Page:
If I'm excited and grinding towards one goal then it's hard to get myself to stop.

But often I'm solving architecture or features and I get blocked trying to solve or make risky decisions. That's the time to go for a walk. Then the relaxed brain drifts around the problem and solutions pop up.


Yeah, this is an offer to not be any more useful AND never see the wife and kids.

Yea its not for everyone.

Can anyone from China who has worked a 996 provide an account of what the work is like?

Do they have heavy PMP-managed work with meeting paralysis or is it just sitting at your desk and being expected to magically perform, or is it just sitting around doing nothing and not being able to leave?

All of those are their own types of hell, but they're all different. What are they doing in those 12 hours?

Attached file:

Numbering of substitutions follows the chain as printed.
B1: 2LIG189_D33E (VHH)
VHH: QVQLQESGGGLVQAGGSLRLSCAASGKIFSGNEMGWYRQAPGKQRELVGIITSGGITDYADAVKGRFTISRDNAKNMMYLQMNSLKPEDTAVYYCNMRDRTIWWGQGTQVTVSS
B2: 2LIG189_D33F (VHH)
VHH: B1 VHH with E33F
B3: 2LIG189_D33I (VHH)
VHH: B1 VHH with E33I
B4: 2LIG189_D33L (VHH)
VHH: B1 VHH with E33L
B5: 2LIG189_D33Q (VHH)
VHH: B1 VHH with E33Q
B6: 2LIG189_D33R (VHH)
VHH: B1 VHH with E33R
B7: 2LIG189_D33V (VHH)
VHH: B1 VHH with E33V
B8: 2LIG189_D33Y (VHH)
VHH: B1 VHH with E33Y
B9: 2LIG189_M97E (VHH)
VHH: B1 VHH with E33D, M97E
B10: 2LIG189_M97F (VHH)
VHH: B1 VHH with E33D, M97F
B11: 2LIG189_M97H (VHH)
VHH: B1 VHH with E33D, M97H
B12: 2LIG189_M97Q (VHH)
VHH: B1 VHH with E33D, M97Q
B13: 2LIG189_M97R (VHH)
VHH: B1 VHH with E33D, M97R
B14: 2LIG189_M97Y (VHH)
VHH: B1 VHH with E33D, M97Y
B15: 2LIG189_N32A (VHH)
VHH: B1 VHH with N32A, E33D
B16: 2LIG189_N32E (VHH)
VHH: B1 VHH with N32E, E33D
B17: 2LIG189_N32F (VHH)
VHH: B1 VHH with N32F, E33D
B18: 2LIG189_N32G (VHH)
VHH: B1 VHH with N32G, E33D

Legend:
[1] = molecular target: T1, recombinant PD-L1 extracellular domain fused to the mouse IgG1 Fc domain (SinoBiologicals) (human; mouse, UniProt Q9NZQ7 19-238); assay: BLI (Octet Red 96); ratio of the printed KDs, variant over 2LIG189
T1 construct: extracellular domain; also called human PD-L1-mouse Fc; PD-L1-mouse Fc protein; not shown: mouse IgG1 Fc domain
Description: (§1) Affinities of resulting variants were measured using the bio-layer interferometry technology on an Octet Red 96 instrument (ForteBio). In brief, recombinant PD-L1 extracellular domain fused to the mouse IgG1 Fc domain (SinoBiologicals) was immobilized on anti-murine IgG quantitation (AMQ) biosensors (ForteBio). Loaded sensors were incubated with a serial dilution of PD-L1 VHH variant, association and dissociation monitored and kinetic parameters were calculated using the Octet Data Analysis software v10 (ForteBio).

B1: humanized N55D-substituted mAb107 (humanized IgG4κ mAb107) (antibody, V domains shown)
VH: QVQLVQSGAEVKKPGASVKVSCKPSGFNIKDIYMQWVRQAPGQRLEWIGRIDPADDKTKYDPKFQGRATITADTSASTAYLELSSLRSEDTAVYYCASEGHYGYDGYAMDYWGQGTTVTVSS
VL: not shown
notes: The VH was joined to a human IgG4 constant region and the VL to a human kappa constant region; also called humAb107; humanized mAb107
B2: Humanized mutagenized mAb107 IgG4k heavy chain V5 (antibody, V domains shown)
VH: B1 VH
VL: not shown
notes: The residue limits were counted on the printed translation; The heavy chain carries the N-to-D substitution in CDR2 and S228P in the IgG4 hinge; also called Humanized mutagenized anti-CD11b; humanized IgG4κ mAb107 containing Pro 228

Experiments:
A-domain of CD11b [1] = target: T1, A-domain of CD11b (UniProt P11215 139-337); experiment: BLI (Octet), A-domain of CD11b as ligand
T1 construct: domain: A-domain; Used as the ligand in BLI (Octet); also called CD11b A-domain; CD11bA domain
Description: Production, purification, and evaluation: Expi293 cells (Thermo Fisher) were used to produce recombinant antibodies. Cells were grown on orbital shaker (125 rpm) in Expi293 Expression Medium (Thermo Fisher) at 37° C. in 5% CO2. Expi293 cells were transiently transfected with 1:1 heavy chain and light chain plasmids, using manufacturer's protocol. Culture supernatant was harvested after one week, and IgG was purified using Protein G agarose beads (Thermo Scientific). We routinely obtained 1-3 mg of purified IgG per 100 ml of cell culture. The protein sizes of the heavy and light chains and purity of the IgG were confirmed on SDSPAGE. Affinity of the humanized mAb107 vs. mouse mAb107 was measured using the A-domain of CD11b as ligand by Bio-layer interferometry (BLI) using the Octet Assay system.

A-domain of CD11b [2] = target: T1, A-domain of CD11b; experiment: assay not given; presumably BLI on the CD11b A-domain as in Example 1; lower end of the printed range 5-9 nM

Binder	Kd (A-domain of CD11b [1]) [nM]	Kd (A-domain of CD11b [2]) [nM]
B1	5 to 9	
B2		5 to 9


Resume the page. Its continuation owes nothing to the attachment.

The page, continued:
As I see my colleagues in China; they are mostly wasting time to stay the longest in the office. I know a few guys who have some shares, that either do not go home or go home for 3-4 hours only. They arrive at 6 am, leave at 8 pm and then go to KTV to do sales which basically means drink like a maniac. And then either back to the office or home for a quick nap. Their boss does not directly tell them to but he does go crazy when they underdeliver or deliver past deadlines, so they show they did anything. Not sure if it helps or not. Some of them seem happy and content doing that life and show no signs os stress even at 40y/o, some are walking dead.

The happy ones seem to be the ones that are well paid and get to sit and write code, while the unhappy ones deal with red tape and meetings. Which is what usually happens in my experience in the west as well.


Not a direct answer, but most Chinese had undergone tougher hours and more dreadful win-or-your-life-is-screwed college examination pressure during high school. I was in a class where the morning session started from 5:30am and the day ends around 9pm(and we have full Sat and Sunday morning). Just imagine how mentally tough Chinese is when 1 point left you 10+k behind in regional ranking.